Saturday, June 24, 2000 by Dave Winer.
Given my current Web-centered writing routine, my Web readers know a lot more than the email readers. Let me catch you up.
On Thursday I went to Microsoft's Dot-Net announcement. I was covering the conference, real-time, updating Scripting News as the conference continued. The mood swings. Gates is Gates, he doesn't really smile, and this time the feeling (from the past) that he knows something that I don't isn't there for me. Subsequent speakers talk like Jeff Bezos, in outbursts of excitement, but with a sense that the enthusiasm is acting, not from the heart.
Then Ballmer comes on stage. What a great speaker! He shows humor and vulnerability, casting aside a cat-call from the audience in a loving paternal way. (From yours truly.) Somehow the slogan "Happy Warrior" applies, although Ballmer is nothing like Hubert Humphrey. As he spoke, I wrote into the Web, using the technology that was being talked about on stage.
When Ballmer thanked me for working with them on the stuff they announced, my heart swelled, it felt great. Steven Levy, who writes for Newsweek, said later "You're famous." I thought that's cool, now we can get some work done.
My journalist-developer duality, which was uncomfortable for a few years now feels just right. If I can be a journalist, so can everyone else. The ability to share a point of view openly without help from a PR firm is the right and responsibility of every CEO, imho. The better your company does this, the more effective you will be.
I like to get out front, so if people are uncomfortable with a CEO who writes and influences others, let's go through that, because it's going to become more commonplace.
(And if you're a CEO who wants to do this, please get in touch with me, we can help.)
Now onto commentary about the Microsoft announcement.
Red Herring: "Microsoft got a surprising plug from former competitor Marc Andreessen, who spent the afternoon calling media outlets to announce that his new software-services company, Loudcloud, was 'adopting the whole Microsoft stack, from top to bottom.'"
To which I say, I wish we had gotten together on this when Netscape was strong. If only Netscape had embraced this vision, in 1998, we'd be further along now. Today it would be better if Marc would lend his good name today to a process that includes Microsoft, but doesn't revolve around them.
In response to Marc's claim, there is no Microsoft stack. I'm pretty sure most of the "media outlets" understand this. Now understand how superficial the hype is. Good net standards involve opportunism, for sure, but they also require patience and balance, consideration of other points of view, and participation. Andreessen is a newbie here.
I was surprised, in a way, that Microsoft's announcements on Thursday didn't include Sun and IBM, both of whom have backed SOAP, which is the technology underlying Dot-Net.
As a partner in the SOAP process, I want to extend a hand to these two companies, who have been instrumental in accelerating the adoption of SOAP.
IBM co-authored the spec and did the first implementation. Sun went through their more recent animosity with Microsoft, presumably seeing the good SOAP can do for Java, and endorsed it anyway.
(When the Sun announcement came, I asked "Did hell freeze over too?" ;->)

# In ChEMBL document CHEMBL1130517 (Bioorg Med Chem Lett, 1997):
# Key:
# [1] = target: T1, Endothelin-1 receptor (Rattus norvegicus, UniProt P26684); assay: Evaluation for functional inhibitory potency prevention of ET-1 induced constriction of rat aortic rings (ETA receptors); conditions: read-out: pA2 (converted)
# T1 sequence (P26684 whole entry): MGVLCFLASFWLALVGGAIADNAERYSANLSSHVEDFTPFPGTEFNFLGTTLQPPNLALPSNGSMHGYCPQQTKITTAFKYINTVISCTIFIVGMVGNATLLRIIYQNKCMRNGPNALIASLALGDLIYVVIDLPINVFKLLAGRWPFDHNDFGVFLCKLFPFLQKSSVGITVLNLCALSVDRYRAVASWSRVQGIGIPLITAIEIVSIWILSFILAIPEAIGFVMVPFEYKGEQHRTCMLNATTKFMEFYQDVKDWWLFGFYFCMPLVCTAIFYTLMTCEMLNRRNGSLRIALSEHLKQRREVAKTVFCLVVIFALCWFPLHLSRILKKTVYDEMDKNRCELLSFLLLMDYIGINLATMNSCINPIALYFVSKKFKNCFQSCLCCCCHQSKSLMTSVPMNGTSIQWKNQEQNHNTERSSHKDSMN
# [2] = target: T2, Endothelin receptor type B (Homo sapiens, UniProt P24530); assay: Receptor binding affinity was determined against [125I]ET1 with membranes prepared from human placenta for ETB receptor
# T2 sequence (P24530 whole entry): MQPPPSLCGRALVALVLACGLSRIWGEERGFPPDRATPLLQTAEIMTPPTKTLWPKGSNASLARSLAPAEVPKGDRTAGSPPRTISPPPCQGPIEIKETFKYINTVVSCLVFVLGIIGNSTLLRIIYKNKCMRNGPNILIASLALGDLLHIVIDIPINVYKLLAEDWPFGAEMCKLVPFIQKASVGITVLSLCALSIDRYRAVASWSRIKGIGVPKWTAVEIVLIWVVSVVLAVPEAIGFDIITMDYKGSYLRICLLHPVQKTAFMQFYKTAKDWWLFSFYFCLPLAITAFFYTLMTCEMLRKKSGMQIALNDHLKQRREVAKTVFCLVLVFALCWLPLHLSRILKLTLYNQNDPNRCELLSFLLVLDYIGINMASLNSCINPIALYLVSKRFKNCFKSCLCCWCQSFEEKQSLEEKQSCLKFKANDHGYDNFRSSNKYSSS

Without Sun's and IBM's participation, Andreessen's position might have some power. If it were my stage, Microsoft would have been there, in a big way, but so would Sun and IBM.
The processing continues.
And now we swing around to the choice of name for this vision of Microsoft's.
It's so hard to type, and so hard to say, you can't put .NET in a story without completely screwing it up.
Typography matters, even on the Web. If I mention .NET five times in a story, my reader's eye sees imbalance. In order for the name to be recognizable as a brand as you read a sentence, you have to capitalize it. All-cap words loom large and create imbalance. Much of the coverage has been awkward. How do I refer to this? Is it a product or a vision? Is it really a brand-name? Isn't .NET a pretty generic thing?
I'm sooo confused!
(I liked Whee Win much better.)
Pushing aside the statements of intent, what did Microsoft actually announce on Thursday?
I know what it is, but it's hard to explain if you don't have the prerequisite background. Let me try to explain by filling in the blanks. This column is written for non-technologists, so I have to start at the beginning.
Inside every computer there's a constant chatter of program modules asking other modules questions and getting back answers. Every mouse click launches thousands of these software conversations. Like any conversation, the conversants must agree on a language. If I don't know Italian, I can't understand much of what an Italian says. That's cool, sometimes ignorance is bliss. But I digress.
We call these modules "procedures". When one procedure asks a question of another procedure it's said to "call" it.
Now of course when we connect computers over a network all we're doing is making it possible for a procedure on one machine to call a procedure on another machine. These are called Remote Procedure Calls, or RPCs for short.
Until May it mattered very much which language each piece of software was written in, or what operating system it ran on. Java, Windows, Macintosh, they all talked different languages, so like an American in Italy, they could connect at some level (the Web) but to have a sophisticated conversation, there had to be a higher level agreement.